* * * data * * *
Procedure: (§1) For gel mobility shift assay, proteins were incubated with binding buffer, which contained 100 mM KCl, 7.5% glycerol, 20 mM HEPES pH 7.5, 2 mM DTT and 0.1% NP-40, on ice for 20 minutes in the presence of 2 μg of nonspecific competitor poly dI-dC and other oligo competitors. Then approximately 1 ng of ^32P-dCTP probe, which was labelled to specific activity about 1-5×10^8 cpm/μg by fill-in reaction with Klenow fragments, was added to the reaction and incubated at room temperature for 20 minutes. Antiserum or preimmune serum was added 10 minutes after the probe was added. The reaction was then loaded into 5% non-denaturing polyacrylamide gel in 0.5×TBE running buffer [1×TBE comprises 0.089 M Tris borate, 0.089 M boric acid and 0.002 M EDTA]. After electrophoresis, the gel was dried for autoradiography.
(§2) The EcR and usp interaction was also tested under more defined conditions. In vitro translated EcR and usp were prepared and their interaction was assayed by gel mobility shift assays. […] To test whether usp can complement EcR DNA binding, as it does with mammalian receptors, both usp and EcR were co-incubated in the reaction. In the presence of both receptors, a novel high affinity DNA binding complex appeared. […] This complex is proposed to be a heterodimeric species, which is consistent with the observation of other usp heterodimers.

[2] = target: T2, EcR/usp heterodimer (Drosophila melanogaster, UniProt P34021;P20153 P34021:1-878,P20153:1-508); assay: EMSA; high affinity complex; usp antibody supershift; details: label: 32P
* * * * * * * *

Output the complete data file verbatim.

Procedure: (§1) For gel mobility shift assay, proteins were incubated with binding buffer, which contained 100 mM KCl, 7.5% glycerol, 20 mM HEPES pH 7.5, 2 mM DTT and 0.1% NP-40, on ice for 20 minutes in the presence of 2 μg of nonspecific competitor poly dI-dC and other oligo competitors. Then approximately 1 ng of ^32P-dCTP probe, which was labelled to specific activity about 1-5×10^8 cpm/μg by fill-in reaction with Klenow fragments, was added to the reaction and incubated at room temperature for 20 minutes. Antiserum or preimmune serum was added 10 minutes after the probe was added. The reaction was then loaded into 5% non-denaturing polyacrylamide gel in 0.5×TBE running buffer [1×TBE comprises 0.089 M Tris borate, 0.089 M boric acid and 0.002 M EDTA]. After electrophoresis, the gel was dried for autoradiography.
(§2) The EcR and usp interaction was also tested under more defined conditions. In vitro translated EcR and usp were prepared and their interaction was assayed by gel mobility shift assays. […] To test whether usp can complement EcR DNA binding, as it does with mammalian receptors, both usp and EcR were co-incubated in the reaction. In the presence of both receptors, a novel high affinity DNA binding complex appeared. […] This complex is proposed to be a heterodimeric species, which is consistent with the observation of other usp heterodimers.

[2] = target: T2, EcR/usp heterodimer (Drosophila melanogaster, UniProt P34021;P20153 P34021:1-878,P20153:1-508); assay: EMSA; high affinity complex; usp antibody supershift; details: label: 32P